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Serena is an important role model, but Naomi Osaka will be important to my daughter

Osaka's win doesn't diminish William's legacy, but it will inspire mixed-race children everywhere.

Serena is an important role model, but Naomi Osaka will be important to my daughter

Five months into my pregnancy, I began to grow excited. In a reserved way, in the only way a mother of 3 boys and a miscarriage survivor could be. More than a rainbow baby, my daughter would be the tie that bound our blended family together, merging African-American and Vietnamese-American culture.

As important as it is for me to see images resembling myself in popular media, I knew it would be equally important for my daughter. And now, she can see herself in Naomi Osaka.

Her win against 23-time Grand Slam champion Serena Williams in the US Open finals doesn't diminish William's legacy, but it will inspire mixed-race children everywhere.

If representation is scarce as a minority, try being a minority within a minority. Examples of celebrities that look like my daughter are limited. Daughters like mine need to see women like Naomi Osaka celebrated in sports and entertainment.

Entering the tournament as the youngest of the world's Top 20, Osaka went on to beat Williams in a stunning win at the US Open. Yet, her win has been marred in controversy after Williams was accused of cheating by an overzealous umpire and penalized for her emotional outbursts that followed. To add insult to injury, Williams was subsequently fined $17K from the referee's office.

Public outrage continues to grow as some of the top names in tennis defend Williams and point out the disparities between how men and women are treated in the sport.

On Twitter, tennis great Billie Jean King commended Williams for "calling out this double standard", noting that "When a woman is emotional, she's 'hysterical' and she's penalized for it. When a man does the same, he's 'outspoken' and there are no repercussions."

In a follow-up for the Washington Post, King explained how disappointed she was to see sexism steal the thunder of this historic match.

"What was supposed to be a memorable moment for tennis, with Serena Williams, perhaps the greatest player of all time, facing off against Naomi Osaka, the future of our sport, turned into another example of people in positions of power abusing that power," King writes.

And this wasn't just about a young player challenging her childhood idol.

Despite the odds, Osaka and Williams are women that became world champions amid the intense pressure of being brown-skinned in a historically white sport.

Osaka's victory is a win for mixed-race children everywhere, but also a win for Japan in more ways than one. Mixed-race (hāfu) children are often discriminated against and made to feel like outsiders in their own countries and communities. This has been felt in my daughter's own family: Fathered by a white American soldier, my partner fled with his mother from Vietnam to the US to avoid being the target of violence.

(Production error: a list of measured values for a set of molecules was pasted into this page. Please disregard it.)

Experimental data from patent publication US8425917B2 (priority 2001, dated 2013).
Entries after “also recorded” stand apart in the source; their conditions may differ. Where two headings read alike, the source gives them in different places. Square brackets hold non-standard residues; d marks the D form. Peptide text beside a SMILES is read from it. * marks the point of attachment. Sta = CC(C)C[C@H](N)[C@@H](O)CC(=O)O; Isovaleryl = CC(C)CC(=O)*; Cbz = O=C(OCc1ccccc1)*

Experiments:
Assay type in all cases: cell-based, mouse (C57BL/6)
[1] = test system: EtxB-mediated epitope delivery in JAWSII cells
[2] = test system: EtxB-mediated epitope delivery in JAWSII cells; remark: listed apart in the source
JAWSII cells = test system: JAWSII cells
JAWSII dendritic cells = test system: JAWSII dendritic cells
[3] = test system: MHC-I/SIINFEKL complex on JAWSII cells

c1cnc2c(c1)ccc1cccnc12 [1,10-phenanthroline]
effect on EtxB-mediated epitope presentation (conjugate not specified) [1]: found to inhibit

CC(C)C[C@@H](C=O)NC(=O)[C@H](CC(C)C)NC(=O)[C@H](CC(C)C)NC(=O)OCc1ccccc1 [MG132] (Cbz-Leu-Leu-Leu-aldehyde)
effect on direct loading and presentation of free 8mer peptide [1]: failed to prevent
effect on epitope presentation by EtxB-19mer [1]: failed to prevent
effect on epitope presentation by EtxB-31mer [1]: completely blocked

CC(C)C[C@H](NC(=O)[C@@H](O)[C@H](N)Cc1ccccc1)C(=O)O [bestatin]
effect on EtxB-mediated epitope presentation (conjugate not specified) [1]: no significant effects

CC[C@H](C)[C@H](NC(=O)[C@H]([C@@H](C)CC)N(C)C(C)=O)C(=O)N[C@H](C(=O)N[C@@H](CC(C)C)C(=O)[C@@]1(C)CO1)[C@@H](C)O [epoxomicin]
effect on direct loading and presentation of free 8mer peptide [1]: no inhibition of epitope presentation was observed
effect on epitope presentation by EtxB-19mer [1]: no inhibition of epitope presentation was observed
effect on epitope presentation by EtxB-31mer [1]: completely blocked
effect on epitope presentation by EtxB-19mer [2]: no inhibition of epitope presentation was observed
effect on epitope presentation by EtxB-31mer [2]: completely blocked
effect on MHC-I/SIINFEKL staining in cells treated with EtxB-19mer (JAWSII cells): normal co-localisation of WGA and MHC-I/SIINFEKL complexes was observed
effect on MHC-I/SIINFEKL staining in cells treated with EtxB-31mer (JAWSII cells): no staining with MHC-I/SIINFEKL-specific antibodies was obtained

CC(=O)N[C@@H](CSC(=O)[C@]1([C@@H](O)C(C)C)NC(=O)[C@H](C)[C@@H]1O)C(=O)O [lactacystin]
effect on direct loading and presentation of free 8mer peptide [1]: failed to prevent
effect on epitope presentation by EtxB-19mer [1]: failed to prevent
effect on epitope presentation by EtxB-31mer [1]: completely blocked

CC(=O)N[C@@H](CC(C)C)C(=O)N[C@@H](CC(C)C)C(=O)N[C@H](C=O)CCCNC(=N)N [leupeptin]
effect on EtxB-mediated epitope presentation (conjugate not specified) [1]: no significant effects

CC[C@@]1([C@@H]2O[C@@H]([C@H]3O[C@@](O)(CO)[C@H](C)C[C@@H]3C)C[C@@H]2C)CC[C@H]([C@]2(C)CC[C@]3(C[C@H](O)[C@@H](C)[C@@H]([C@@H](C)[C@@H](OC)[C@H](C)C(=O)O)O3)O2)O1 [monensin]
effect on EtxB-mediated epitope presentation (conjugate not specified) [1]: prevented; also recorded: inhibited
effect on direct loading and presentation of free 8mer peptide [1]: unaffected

More recently, in 2015, Ariana Miyamoto was ostracized after being crowned Miss Japan because she was born to a Japanese mother and African-American father. She spoke openly about being constantly bullied and called the n-word while growing up in Japan and became an advocate for others after a mixed-race friend committed suicide.

By contrast, Osaka's win was heralded by Prime Minister Shinzo Abe and she has been embraced as a Japanese champion, gestures I can only hope signify changing attitudes in Japan. In America, racist rhetoric makes it unpopular for Black people to claim all aspects of our heritage. When they do, they are not considered Black enough. To her credit, Osaka has boldly corrected journalists that try to erase her Haitian heritage.

By choice, she identifies as a Black woman of Japanese and Haitian descent. I applaud her decision and hope others begin to respect her choice as well. As a Black mother with Haitian roots and half Asian children - including a brown-skinned, mocha-hued daughter with keen eyes and a long curly mane - I have added Osaka to the list of positive Black and Asian role models they can refer to.

For our daughters whom we are forced to guide through a misogynistic world, we can take as many lessons from Osaka's quiet fortitude as we can from Williams unapologetic self-advocacy.

More than a tennis tournament overshadowed by sexism, I hope the public will be inspired by Osaka's journey and all that she represents for mixed-race Asians.

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Although my current phase of motherhood may not be as "simple" as it once was, there is so much to appreciate about it—like watching my kids play and sing and create with their incredible imaginations. Along the way, I've eased up on some of my need for control, but it does help to have this range of supplements in my motherhood tool kit. So while I may not be able to convince my son to try kale, having the Nature's Way supplements on hand means I do know he's right on track.*These statements have not been evaluated by the Food & Drug Administration. This product is not intended to diagnose, treat, cure or prevent any disease.


This article was sponsored by Nature's Way. Thank you for supporting the brands that support Motherly and mamas.

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